A person can choose to never stop learning and this is the philosophy that I have adopted. I graduated from college more than ten years ago but since then, education, whether formal or informal, has and will always be a part of my life. My career can be said to be quite a curious one – I have an industrial economics degree, which I’ve applied in two industries, namely the automotive and hotel industries, and I also have a bachelor’s degree in nursing and I’ve worked in hospitals and aged care facilities. While these fields, at first glance, appear dissonant, I’ve learned that the skills in one can also be applied to the other. In particular, in my operations experience in the automotive and hotel industries, I have seen the advantage of the use of technology and believe that this can be used to an advantage in providing greater benefit in providing better patient care. It is this intersect — that of medicine and technology — that I would like to focus on and develop myself professionally. It is a direction where I can harmonize and apply what I have learned in my current and past roles. It is a field that is of extreme interest to me, not only because of its potential but also because I believe it is where I will develop my strengths. I have a natural inclination to the use of technology as I recognize, and have availed of, its benefits. At the same time, I feel fulfilled when I work in the medical field. It is challenging and rewarding to be directly responsible for the care and happiness of each patient that I have assisted.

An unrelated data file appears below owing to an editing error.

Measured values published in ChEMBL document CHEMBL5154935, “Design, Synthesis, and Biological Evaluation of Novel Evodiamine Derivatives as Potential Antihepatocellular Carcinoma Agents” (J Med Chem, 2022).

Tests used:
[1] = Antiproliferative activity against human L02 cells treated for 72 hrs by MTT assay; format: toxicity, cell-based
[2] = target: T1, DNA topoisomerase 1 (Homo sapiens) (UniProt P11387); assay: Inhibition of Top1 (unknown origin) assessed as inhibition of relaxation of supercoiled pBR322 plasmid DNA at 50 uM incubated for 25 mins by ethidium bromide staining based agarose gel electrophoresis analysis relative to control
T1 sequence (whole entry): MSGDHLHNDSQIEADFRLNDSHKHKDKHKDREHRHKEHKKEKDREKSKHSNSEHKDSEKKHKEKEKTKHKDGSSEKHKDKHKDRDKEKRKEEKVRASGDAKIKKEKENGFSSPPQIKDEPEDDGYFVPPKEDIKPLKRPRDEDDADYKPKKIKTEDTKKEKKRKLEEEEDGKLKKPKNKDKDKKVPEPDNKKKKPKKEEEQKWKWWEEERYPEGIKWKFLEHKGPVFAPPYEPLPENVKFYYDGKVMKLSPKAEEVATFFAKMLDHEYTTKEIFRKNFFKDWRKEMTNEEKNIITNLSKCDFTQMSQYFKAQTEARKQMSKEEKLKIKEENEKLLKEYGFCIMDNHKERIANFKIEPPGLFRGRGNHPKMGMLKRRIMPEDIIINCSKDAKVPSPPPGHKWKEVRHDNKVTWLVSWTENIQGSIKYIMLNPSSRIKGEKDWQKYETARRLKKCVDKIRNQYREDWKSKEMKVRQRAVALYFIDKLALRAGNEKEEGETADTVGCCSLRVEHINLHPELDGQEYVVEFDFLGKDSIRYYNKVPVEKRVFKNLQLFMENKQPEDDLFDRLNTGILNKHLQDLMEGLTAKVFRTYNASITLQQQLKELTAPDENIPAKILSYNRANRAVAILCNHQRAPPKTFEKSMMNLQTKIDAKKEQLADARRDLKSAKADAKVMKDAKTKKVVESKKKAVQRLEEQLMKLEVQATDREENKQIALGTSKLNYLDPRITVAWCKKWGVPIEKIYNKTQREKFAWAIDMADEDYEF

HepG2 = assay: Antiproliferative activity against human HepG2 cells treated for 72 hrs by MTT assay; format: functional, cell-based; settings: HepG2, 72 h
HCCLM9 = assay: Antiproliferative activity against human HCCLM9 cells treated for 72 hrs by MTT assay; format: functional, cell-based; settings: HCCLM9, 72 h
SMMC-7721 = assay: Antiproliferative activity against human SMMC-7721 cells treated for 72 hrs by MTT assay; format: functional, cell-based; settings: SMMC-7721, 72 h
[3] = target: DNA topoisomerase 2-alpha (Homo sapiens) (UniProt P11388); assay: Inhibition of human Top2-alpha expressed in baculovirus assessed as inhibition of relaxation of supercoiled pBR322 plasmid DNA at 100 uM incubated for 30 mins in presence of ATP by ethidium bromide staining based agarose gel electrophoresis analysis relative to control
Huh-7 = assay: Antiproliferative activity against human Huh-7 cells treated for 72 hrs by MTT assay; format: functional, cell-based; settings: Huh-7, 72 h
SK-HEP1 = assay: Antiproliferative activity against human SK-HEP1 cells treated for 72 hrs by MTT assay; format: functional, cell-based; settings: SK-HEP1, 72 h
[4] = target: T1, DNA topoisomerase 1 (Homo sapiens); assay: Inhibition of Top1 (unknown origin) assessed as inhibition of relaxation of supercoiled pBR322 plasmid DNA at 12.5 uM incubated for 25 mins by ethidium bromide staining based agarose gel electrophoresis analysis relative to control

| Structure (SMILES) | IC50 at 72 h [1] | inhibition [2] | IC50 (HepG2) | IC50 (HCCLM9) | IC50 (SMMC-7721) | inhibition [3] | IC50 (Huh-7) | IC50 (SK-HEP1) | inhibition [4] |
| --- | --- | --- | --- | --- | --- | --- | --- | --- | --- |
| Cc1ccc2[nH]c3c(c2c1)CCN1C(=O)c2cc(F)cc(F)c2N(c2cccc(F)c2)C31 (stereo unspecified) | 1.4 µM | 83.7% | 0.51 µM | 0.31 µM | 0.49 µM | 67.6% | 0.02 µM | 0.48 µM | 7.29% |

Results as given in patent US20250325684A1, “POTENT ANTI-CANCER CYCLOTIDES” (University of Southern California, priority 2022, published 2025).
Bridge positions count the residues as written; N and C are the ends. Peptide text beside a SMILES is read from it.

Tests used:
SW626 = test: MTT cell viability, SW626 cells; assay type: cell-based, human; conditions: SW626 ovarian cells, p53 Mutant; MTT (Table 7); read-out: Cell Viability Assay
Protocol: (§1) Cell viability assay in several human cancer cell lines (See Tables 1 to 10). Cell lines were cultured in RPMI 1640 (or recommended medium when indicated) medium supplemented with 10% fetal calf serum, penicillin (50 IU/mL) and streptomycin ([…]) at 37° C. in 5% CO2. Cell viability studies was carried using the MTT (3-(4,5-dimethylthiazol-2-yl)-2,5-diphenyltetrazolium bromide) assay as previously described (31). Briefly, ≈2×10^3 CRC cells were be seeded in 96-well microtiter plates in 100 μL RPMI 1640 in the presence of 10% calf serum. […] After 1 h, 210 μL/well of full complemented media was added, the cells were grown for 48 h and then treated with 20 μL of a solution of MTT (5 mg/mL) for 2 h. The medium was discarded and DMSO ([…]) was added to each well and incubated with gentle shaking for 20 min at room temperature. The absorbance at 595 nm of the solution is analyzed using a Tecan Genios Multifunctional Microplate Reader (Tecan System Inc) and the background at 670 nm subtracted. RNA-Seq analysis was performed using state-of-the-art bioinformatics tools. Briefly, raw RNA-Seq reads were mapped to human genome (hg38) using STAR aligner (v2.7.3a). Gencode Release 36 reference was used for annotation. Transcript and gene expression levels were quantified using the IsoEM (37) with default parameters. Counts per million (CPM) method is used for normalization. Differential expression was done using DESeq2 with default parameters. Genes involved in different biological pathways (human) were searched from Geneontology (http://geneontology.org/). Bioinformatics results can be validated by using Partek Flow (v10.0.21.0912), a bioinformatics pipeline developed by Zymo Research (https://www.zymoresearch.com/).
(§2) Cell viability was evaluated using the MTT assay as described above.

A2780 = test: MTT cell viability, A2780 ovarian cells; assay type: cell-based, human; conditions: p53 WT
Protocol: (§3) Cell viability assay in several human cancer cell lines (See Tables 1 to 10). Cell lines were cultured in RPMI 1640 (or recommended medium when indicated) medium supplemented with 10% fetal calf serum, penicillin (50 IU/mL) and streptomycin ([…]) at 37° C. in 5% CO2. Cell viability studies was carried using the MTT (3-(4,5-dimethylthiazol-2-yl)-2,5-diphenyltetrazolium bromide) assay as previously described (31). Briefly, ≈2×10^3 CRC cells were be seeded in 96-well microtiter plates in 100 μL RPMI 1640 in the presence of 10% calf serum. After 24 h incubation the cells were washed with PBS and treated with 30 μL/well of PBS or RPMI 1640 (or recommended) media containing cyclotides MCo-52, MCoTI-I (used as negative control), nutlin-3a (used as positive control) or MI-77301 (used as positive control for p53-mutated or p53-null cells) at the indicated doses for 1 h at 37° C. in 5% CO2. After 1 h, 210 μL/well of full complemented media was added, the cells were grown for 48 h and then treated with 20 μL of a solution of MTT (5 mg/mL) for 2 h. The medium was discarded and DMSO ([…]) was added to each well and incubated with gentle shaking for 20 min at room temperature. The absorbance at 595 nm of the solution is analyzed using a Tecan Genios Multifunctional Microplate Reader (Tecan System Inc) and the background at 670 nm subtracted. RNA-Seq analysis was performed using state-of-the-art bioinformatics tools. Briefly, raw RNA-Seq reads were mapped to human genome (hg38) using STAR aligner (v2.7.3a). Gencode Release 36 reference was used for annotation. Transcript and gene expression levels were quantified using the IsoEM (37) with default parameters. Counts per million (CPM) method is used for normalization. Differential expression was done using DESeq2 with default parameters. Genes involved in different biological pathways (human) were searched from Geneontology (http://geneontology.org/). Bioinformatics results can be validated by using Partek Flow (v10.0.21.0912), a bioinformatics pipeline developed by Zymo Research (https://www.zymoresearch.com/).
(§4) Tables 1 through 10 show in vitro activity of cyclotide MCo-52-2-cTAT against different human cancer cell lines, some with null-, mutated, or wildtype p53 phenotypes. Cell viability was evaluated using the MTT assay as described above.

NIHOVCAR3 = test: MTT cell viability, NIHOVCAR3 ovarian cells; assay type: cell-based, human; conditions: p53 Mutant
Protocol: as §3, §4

Self-directed learning as a method of instruction is ideal for post-graduate studies. A more mature student can be trusted on to take initiative in seeking out answers and not merely relying on others to provide them. Education is as much the process as it is about the outcome. Self-directed learning promotes resourcefulness and discipline. It also makes the student accountable for his education. Because the student has actively chosen the path of his studies, he places a greater value on what is learned. In the modern world, it also creates an opportunity for a student to explore and develop his own interests and to adapt his studies to real world scenarios and experiences.